Submitted to: Current Microbiology
Publication Type: Peer Reviewed Journal
Publication Acceptance Date: 12/5/1995
Publication Date: N/A
Citation: N/A Interpretive Summary: An ongoing trend in food product formulation is to develop food items with fewer calories. Many food companies do this by using artificial or alternative sweeteners. Most of these sweeteners are added in smaller amounts than traditional sweeteners, and the loss in volume is usually replaced with bulking agents. A commonly used bulking agent is gum arabic. Gum arabic supplies can be unpredictable and prices may vary significantly because it is imported from the Middle East. A promising replacement for gum arabic is alternan, a polysaccharide produced by microorganisms, which may be grown on domestic agricultural commodities such as beet or cane sugar and corn milling byproducts. To be most useful as a bulking agent, alternan must be modified by breaking into smaller particles. The purpose of this research was to isolate bacteria that produce enzymes which separate the polymer alternan. Using a new screening procedure, we isolated from soil and plant material, several bacterial strains which grew on the microbial polysaccharide alternan. These newly isolated bacteria produced enzymes that broke down alternan into the types of products that could be useful as bulking agents for use in new low calorie foods.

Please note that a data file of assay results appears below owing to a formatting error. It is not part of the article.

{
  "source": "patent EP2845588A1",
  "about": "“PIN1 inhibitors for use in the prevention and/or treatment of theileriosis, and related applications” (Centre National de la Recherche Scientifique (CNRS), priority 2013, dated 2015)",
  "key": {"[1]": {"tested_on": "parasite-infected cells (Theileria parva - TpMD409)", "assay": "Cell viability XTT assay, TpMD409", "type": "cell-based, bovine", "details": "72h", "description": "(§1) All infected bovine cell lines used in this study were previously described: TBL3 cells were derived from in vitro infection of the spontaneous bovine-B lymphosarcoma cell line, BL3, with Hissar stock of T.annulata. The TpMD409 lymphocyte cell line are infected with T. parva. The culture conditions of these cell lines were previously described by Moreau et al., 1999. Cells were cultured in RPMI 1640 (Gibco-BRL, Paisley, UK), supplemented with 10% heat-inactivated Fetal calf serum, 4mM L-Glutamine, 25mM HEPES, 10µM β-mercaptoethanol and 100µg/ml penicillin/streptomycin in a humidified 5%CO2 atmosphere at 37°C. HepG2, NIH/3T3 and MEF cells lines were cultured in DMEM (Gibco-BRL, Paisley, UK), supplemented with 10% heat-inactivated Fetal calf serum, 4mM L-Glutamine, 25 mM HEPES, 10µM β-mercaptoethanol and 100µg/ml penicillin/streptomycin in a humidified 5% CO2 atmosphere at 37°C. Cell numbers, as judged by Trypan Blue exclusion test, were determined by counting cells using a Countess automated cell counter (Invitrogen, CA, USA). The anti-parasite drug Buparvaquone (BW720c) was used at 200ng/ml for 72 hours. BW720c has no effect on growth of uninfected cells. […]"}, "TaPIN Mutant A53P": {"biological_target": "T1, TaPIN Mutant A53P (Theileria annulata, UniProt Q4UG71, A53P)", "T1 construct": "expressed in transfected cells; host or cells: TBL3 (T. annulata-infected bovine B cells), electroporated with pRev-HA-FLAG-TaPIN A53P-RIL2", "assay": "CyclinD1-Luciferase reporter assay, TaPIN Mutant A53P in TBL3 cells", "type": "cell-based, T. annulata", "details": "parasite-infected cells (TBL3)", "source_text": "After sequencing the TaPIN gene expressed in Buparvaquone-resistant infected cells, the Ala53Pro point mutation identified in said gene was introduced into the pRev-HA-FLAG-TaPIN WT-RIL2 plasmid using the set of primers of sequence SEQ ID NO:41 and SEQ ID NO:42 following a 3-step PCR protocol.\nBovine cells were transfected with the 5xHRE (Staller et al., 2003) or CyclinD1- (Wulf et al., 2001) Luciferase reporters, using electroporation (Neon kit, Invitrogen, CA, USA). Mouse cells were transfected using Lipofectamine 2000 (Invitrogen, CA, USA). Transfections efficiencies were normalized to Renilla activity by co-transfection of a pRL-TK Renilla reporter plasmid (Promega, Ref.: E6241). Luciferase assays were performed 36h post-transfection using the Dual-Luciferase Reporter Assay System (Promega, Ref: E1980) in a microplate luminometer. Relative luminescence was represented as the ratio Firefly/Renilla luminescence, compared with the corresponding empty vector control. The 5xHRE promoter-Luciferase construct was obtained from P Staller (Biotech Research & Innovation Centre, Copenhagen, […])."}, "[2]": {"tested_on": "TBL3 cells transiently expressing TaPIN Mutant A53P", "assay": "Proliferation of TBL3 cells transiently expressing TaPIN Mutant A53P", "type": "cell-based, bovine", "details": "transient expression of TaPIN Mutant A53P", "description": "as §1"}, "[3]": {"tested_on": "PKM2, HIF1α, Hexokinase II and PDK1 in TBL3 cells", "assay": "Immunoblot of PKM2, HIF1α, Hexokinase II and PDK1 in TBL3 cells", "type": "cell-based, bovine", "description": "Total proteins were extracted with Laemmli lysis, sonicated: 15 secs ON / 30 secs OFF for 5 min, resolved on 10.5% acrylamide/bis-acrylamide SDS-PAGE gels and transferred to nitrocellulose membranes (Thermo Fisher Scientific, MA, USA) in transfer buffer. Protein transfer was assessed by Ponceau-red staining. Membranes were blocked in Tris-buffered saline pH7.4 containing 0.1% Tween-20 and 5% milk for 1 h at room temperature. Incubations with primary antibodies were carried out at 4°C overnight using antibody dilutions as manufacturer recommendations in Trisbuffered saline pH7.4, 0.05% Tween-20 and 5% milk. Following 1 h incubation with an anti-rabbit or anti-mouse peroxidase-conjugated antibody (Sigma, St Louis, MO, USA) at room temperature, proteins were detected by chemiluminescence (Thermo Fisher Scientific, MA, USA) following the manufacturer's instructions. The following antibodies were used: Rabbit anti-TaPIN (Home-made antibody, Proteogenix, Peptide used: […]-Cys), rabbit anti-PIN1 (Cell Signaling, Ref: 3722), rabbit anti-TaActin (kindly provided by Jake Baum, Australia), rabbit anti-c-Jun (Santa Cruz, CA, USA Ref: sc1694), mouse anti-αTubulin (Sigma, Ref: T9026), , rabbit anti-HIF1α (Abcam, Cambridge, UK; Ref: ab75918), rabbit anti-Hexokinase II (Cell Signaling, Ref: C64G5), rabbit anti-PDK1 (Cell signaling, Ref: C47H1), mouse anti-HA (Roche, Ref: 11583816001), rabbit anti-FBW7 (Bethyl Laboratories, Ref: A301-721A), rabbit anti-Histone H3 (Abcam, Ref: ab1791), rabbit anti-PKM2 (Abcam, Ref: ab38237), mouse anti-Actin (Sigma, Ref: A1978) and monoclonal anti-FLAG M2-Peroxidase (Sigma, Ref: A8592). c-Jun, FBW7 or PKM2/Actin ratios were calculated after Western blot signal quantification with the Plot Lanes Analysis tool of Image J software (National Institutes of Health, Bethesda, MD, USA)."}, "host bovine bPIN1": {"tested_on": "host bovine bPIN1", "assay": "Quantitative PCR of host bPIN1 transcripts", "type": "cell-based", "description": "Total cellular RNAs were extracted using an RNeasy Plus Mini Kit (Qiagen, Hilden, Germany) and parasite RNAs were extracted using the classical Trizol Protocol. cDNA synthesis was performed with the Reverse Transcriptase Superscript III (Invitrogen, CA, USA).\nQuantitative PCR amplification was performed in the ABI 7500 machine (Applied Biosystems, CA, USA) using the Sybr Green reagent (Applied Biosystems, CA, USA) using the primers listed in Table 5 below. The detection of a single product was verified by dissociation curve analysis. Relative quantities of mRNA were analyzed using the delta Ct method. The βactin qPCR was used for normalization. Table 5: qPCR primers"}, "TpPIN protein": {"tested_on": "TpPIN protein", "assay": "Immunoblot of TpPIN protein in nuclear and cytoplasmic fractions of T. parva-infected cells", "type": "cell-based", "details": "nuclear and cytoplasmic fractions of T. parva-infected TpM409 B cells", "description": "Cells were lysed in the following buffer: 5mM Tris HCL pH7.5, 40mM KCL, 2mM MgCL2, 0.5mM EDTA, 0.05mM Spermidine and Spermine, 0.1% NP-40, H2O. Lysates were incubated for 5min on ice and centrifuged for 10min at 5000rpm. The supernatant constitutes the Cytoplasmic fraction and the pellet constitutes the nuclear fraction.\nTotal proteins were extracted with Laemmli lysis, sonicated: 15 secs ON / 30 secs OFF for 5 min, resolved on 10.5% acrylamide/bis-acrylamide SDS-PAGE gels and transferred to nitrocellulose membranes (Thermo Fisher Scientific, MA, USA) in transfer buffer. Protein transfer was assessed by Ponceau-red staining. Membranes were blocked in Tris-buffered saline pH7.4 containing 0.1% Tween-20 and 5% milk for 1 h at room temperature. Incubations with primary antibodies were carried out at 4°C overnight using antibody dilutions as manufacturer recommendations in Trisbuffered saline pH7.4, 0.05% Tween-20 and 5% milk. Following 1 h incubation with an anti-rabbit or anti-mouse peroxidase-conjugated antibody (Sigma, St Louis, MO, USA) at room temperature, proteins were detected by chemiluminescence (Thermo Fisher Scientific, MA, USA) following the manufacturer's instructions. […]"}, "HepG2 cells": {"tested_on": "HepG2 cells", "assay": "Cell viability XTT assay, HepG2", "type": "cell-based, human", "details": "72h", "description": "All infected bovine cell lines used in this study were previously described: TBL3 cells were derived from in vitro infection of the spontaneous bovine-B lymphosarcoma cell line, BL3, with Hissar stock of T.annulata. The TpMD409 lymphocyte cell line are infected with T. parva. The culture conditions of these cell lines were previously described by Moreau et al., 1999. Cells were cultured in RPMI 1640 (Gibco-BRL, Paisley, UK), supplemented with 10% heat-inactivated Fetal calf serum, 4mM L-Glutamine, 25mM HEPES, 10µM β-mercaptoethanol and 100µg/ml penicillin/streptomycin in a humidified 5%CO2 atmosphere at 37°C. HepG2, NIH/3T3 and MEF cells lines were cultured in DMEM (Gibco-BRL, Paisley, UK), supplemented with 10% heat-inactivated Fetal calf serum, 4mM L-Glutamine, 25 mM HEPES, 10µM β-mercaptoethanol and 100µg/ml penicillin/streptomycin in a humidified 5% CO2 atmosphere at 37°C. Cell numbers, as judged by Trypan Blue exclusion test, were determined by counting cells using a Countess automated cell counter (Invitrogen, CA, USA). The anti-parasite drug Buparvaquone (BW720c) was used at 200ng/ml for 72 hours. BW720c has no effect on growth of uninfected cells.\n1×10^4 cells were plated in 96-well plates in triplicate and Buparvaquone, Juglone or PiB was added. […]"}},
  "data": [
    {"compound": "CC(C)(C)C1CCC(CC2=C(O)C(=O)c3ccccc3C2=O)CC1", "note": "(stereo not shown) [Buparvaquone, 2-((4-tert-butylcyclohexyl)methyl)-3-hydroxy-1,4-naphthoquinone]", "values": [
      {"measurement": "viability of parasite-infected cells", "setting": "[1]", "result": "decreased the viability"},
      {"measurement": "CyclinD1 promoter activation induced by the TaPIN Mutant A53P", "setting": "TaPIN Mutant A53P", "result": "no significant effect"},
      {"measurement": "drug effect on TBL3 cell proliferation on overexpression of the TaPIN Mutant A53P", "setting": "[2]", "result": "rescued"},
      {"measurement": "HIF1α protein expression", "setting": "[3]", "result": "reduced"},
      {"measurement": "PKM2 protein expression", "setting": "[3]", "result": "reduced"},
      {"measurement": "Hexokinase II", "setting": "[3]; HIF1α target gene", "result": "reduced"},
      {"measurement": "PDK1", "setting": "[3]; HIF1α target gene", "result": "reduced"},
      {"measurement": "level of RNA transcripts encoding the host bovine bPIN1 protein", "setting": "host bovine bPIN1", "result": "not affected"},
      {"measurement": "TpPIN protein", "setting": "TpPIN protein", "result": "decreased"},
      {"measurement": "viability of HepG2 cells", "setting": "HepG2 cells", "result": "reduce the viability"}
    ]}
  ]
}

Technical Abstract: Alternan is an unusual alpha-D-glucan containing alternating (1-3), (1-6) linkages that exhibits remarkable resistance to enzymatic hydrolysis. The commercial potential of the polysaccharide may be enhanced by the ability to economically modify the native form into fractions of varying molecular weight. By employing isolation procedures using covalently dyed alternan as the substrate, several bacterial isolates that produced endohydrolytic activity were obtained in pure culture. The activity was confirmed by decreases in viscosity and by direct examination of the hydrolysis products using thin layer chromatography. Analysis of the hydrolysis products established that all isolates produced enzymes with identical alternan depolymerizing activity. All alternanase activity was shown to be extracellularly located. A single strain exhibited constitutive production of alternanase while all other isolates required the presence of alternan in the growth media for enzyme production. All isolates were phenotypically similar, produced heat resistant spores and were tentatively identified as members of the genus Bacillus.